Should tree-huggers get the death penalty?
In the surrealistic America that we live in today, the delusions and values of the former bullies in the back of your high school classroom now hold sway over with those with intellectual curiosity.
It has been 40 to 80 years since most proto-Creek, Uchee, Chickasaw and Kansa town sites in the Southern Highlands received any serious study by professional archaeologists. Several important sites have NEVER been professionally excavated. Most of the petroglyph sites are also ignored by archaeologists. There is nothing we can do about the cause of the problem in North Carolina. You know who the culprit is there. As a result, state history textbooks, museum pamphlets and historical markers are filled with mythology. Most of the myths were created by white academicians and bureaucrats, who didn’t know diddlysquat about the ancient histories of the Chickasaw, Uchee and Creek Peoples and certainly didn’t have a clue that the Mandan, Kansa and Quapaw once lived in the Lower Southeast. Nevertheless, in order to help remedy that problem, a group of Native American descendants and historic preservationists attempted 13 years ago to form a Georgia Mountains Archaeological Society as a chapter of the Society for Georgia Archaeology. The Anthropology Department at Kennesaw State University was to be our academic sponsor. This was before I became the person, most hated by Dixie archaeologists. None of them knew then that I had a significant background in Mesoamerican architecture or that I was working almost full time on projects for the Muskogee-Creek Nation.
We placed notices in local newspapers in four edge-of-north-Metro-Atlanta towns and within a week had 87 members signed up. We would have been the largest chapter of the Society For Georgia Archaeology. However, that next week I began getting strange emails. An 8 year old boy, 11 year old girl and 16 year old girl repeatedly sent messages, emphasizing their age, wanting a photo of me and wanting to visit me in my home. I told them all, “absolutely not” and that their parents would have accompany them to chapter meetings.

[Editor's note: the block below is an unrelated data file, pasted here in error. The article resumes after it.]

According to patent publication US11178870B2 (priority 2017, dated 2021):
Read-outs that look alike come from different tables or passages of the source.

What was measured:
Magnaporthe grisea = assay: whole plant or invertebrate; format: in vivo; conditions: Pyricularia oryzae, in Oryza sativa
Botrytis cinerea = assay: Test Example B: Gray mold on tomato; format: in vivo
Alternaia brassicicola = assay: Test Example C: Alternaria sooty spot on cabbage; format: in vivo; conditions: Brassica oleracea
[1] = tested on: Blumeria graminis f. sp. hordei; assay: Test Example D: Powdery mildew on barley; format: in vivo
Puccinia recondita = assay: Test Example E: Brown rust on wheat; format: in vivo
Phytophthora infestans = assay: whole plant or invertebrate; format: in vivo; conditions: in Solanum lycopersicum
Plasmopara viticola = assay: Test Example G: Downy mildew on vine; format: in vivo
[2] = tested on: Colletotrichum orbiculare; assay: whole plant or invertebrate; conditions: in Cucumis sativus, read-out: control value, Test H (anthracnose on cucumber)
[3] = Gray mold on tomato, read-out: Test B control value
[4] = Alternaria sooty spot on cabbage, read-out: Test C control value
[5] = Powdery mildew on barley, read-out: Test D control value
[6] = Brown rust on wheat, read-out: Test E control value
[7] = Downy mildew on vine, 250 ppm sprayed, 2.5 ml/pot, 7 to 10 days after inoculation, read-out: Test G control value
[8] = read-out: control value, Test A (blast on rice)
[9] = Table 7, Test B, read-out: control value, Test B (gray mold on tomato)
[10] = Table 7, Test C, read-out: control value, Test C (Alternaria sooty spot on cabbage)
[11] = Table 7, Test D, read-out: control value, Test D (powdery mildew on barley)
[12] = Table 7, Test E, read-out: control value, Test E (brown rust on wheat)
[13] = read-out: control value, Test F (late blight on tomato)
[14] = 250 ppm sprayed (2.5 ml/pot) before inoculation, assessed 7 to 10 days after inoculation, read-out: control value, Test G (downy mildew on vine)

One new member wanted to be chairman of a committee to plan vandalism of construction sites. I wrote him back, asking why in the heck, would he think an architect would be possibly interested in damaging construction sites. He (or she) never communicated again.
Another new member wanted to lead an effort to sabotage logging machinery and vehicles in the national forest. Most of the other founders of the group also were getting weird emails, while two were also getting strange phone calls.
I knew how to access the locations of all email servers, plus the IPN’s of privately-owned computers. Two of the “children” worked at the Pickens County Sheriff’s Department (where I lived). The 11 year old girl worked somewhere in the Georgia state government bureaucracy in Cherokee County, GA. The timber-company saboteur worked for the US Government in Gainesville, GA . . . probably for the US Forest Service, but the server ID only said, “US Government, Gainesville, GA.” The vandal of construction sites worked somewhere in the Georgia state government bureaucracy in Atlanta.
I received a terse email from a history professor at Kennesaw State, which informed me that the anthropology department was withdrawing from its agreement to sponsor our chapter. Meanwhile, my girlfriend, who was an art professor at Kennesaw State University, was called into a meeting with her department chair and dean. They said that Homeland Security agents had visited them and said that she was a suspected Marxist anti-war activist and spy for Cuba. (Her mother was Osage ~ Native American . . . so to some idiots at Homeland Security, she probably looked Latin American.)